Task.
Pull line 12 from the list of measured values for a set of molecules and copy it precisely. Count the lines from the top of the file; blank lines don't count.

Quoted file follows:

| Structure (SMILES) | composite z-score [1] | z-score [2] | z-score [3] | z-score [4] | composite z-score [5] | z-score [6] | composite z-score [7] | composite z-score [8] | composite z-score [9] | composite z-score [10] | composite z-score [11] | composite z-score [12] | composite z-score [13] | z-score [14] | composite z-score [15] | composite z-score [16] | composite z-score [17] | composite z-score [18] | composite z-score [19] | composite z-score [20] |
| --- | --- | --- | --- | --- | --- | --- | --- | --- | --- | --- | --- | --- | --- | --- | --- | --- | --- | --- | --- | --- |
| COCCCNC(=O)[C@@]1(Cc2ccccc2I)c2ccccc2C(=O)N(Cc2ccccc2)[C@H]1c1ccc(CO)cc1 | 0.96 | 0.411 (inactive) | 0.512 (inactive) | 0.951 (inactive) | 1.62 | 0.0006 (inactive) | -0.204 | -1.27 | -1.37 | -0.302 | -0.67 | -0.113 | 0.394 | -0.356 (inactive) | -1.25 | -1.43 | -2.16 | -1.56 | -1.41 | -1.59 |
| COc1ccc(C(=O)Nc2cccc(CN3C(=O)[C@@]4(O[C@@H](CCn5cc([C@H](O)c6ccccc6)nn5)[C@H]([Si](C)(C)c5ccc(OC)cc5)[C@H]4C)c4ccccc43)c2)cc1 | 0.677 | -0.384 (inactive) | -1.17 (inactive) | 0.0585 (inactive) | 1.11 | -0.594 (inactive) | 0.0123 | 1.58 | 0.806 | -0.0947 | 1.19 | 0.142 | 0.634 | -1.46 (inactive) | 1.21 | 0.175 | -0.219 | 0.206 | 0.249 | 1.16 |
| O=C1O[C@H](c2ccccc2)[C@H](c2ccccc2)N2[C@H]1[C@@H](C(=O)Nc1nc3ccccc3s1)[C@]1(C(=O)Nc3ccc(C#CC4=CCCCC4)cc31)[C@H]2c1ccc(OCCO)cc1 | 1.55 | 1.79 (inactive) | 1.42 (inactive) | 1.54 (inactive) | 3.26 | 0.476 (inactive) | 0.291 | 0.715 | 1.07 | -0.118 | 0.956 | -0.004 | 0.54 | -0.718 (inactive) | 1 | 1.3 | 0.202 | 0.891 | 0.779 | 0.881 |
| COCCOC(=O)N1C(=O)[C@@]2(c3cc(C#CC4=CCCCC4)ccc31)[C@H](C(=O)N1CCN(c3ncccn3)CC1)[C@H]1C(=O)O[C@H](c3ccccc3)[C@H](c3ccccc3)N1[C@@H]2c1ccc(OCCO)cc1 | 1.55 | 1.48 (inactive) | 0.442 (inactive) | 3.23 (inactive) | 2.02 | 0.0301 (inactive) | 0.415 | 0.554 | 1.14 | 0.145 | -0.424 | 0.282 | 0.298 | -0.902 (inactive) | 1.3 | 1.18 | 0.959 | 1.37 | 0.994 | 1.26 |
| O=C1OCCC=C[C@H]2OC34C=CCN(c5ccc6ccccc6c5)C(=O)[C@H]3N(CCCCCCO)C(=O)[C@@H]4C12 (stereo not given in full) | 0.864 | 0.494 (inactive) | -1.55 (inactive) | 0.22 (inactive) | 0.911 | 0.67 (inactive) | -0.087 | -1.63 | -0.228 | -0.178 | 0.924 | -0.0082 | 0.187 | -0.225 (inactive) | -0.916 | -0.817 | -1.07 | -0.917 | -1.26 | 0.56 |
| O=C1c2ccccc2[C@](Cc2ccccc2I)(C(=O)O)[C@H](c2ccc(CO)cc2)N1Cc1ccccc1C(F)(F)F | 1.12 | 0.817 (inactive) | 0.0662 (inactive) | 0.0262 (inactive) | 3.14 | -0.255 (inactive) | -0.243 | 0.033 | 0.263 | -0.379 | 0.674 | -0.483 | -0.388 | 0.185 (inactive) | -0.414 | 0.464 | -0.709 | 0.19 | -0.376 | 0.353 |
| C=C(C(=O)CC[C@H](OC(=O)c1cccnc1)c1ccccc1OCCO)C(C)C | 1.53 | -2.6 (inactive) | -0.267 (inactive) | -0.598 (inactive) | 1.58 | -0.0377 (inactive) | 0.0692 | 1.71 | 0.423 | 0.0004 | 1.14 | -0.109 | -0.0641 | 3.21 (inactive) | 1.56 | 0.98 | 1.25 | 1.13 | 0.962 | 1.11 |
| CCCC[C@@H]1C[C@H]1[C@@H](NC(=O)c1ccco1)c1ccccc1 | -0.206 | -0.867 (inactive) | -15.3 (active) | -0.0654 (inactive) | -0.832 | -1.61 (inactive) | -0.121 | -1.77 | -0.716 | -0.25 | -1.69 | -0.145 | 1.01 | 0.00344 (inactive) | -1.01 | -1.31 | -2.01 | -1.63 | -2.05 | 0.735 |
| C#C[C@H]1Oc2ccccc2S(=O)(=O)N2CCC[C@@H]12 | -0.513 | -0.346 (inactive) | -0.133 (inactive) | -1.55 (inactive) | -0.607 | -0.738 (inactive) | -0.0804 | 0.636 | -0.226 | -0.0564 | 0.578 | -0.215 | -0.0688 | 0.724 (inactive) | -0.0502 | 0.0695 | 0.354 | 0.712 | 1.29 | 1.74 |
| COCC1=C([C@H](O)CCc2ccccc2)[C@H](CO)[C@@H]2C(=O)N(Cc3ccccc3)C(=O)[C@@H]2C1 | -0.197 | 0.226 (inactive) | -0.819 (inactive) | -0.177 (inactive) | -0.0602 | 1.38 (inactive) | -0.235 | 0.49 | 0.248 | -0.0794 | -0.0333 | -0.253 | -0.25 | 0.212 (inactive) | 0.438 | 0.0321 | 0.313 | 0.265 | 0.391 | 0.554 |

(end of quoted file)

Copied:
| COCC1=C([C@H](O)CCc2ccccc2)[C@H](CO)[C@@H]2C(=O)N(Cc3ccccc3)C(=O)[C@@H]2C1 | -0.197 | 0.226 (inactive) | -0.819 (inactive) | -0.177 (inactive) | -0.0602 | 1.38 (inactive) | -0.235 | 0.49 | 0.248 | -0.0794 | -0.0333 | -0.253 | -0.25 | 0.212 (inactive) | 0.438 | 0.0321 | 0.313 | 0.265 | 0.391 | 0.554 |